Whenever an issue of Usok comes out, I conduct a short interview with the authors, to give readers some insight into the creation of the stories, as well as the authors themselves. As we started our interviews for Usok 2 with VN Benedicto, who did the art for “Elsewhere“, we’ll begin the author interviews with the author of “Elsewhere“: Eliza Victoria, one of the country’s most prolific authors of speculative fiction. Don’t believe me? Check out her newly minted author’s page here on the site, and see for yourself.
Tell us a bit about how you came up with the idea for your story.
It was just a what-if that came out of nowhere: What if there were a natural phenomenon – like lightning, or rain – that could create superheroes, but those superheroes couldn’t choose their powers? I thought it was a scary idea, and a sad one, and I had to write about it.
What aspect of the story gave you the most difficulty?
There is a secret in the story, and it is always difficult to hide a secret.
What aspect of the story gave you the most joy?
I’ve always wanted to try my hand at using a different structure for the short story. I’d planned to use the structure of a film script, and even studied a handful, but couldn’t find a narrative to sustain the form. Then one day my boyfriend mentioned taking up a comic-writing class in the University of the Philippines, our alma mater, and I insisted on seeing his script. Before I saw his comic script, I already had the idea [for “Elsewhere”] in my head, but as usual couldn’t start it because I couldn’t figure out the right way to tell it to make the story different from all others. Then I saw my boyfriend’s script, and I realized, here it was: a narrative structure based on images, a structure I could use.
Not long after, he lent me several comic books, one of which was a copy of Neil Gaiman’s Marvel 1602. 1602 contains a sample script of the graphic novel. I studied that closely, and had fun writing those portions of the story.
However, I still don’t know if I could write an actual comic book script.
Have you ever worn a costume? What was your favorite one? What about the most ridiculous?
What is this question doing here?! I don’t wear costumes, and have never attended a costume party, because I’m boring like that. Well we had to do a presentation at the company anniversary party, and I wore a cheerleader outfit. I was never a cheerleader, and never aspired to be one. So that’s definitely ridiculous, haha.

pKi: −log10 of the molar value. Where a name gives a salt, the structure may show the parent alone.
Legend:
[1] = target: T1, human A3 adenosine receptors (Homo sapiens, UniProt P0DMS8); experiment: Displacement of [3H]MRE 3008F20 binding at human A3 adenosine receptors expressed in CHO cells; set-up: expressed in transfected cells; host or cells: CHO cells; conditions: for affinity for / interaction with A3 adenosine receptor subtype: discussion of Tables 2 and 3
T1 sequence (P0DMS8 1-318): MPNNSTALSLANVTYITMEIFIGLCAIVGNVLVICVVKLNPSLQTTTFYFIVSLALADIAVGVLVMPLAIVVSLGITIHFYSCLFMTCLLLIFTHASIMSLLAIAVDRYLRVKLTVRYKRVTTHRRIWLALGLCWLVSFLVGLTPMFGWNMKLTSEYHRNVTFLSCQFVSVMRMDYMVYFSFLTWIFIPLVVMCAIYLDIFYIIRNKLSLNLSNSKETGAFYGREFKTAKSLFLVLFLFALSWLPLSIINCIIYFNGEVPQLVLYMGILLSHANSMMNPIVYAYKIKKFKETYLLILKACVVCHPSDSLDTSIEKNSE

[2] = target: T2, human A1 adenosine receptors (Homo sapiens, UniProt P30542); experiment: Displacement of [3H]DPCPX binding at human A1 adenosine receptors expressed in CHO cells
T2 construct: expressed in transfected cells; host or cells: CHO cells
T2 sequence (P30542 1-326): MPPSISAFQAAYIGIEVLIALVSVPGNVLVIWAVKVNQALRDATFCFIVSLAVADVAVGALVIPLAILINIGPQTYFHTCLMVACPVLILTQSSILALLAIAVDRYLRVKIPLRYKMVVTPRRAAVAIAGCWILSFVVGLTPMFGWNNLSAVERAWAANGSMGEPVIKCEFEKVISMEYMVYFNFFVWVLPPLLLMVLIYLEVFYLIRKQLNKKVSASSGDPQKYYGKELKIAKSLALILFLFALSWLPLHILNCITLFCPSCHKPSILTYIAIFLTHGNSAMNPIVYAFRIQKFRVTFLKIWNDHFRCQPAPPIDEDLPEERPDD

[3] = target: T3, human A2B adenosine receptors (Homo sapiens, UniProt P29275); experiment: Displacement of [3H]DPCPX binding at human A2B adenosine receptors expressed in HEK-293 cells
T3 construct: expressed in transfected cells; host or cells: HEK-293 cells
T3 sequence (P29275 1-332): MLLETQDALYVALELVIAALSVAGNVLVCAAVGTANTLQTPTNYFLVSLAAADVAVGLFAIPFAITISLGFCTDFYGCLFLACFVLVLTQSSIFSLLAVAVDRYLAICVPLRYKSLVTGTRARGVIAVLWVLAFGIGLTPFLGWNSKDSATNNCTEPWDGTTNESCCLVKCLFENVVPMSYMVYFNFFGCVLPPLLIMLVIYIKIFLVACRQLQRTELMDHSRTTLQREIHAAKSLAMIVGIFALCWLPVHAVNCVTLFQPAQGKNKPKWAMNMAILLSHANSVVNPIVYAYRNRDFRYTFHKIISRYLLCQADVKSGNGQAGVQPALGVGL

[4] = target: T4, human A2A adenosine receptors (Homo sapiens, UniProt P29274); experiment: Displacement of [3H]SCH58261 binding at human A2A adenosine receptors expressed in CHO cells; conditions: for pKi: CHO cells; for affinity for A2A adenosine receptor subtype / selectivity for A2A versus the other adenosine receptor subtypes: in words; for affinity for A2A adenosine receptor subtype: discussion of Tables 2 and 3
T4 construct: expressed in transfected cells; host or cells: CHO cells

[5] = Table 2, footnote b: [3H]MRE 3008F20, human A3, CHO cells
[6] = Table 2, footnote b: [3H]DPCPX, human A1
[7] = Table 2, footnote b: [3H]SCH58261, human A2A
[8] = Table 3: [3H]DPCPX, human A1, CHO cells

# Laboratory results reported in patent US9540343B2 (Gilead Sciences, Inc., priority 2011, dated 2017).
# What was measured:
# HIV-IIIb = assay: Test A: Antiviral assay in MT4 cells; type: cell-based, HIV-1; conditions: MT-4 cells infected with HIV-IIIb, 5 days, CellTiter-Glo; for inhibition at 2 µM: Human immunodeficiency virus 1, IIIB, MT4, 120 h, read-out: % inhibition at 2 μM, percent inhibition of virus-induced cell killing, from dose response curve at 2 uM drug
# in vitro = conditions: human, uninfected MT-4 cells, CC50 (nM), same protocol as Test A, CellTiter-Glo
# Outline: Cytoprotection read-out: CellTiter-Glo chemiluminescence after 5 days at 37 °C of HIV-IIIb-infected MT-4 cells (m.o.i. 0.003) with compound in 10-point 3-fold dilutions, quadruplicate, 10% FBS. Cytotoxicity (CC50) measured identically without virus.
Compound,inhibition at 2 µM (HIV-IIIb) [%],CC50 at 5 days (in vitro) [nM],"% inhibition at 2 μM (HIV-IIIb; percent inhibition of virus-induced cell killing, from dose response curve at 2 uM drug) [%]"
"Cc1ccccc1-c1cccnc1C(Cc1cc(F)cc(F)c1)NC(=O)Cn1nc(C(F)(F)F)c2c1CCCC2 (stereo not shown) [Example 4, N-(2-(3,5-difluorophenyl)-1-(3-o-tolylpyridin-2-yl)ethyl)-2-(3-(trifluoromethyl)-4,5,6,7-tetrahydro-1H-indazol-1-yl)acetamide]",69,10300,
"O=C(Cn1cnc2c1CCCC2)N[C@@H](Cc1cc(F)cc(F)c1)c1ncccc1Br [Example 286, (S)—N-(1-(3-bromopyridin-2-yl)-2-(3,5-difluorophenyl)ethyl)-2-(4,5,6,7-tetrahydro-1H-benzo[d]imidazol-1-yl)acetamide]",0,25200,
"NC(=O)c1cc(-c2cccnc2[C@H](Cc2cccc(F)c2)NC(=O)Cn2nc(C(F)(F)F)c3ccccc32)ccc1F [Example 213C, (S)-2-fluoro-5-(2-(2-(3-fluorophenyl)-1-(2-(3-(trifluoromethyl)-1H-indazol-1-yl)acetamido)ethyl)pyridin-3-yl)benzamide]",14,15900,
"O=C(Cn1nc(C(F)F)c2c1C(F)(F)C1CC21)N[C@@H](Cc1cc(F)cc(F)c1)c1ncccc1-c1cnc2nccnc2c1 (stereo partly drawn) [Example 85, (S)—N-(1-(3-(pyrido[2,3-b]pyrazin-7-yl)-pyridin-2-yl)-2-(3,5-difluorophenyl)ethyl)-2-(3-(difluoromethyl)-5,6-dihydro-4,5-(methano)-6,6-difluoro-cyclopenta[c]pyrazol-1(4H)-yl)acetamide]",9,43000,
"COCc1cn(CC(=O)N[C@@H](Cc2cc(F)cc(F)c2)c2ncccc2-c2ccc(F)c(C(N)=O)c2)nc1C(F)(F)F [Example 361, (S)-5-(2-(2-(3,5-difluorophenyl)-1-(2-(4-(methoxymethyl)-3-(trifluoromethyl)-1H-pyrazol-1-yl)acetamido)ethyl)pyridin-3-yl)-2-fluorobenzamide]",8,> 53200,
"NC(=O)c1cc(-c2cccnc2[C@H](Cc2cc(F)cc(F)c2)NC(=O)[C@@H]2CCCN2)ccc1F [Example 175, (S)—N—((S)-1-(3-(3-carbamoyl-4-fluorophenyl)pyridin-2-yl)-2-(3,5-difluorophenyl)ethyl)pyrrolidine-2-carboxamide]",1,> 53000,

Does your cultural background influence how you write, or what you write?
Definitely. All of my stories are based in the Philippines, usually Bulacan, where I grew up, or the Cagayan Valley, where my mother grew up, or the city, where I live now. My mother has several fantastic stories from the Valley, made more fantastic by the fact that she considers them true. My stories involving the aswang and witchcraft came from her, from the stories she told me and my siblings about her hometown.
What was the best piece of writing advice you ever read or received?
Of course there’s “Start with what you know” and “Show, don’t tell” but the one writing rule that I adhere to was advice that I didn’t receive but, instead, something that I realized after several creative writing classes filled with workshops and critique: you can’t please everybody. So I write what I want to read, not what I think other people will want to read, because I don’t know what everyone wants. It is a sad, sad thing, to receive praises for a story you’re not even proud of, or to change a story in order to please an audience. I write because I want to share something, not because I want to satisfy a certain group of people.
To hear other people say that they read and like my stories or poems (and even like some of them enough to give me an award!) is a bonus, and a lovely bonus at that.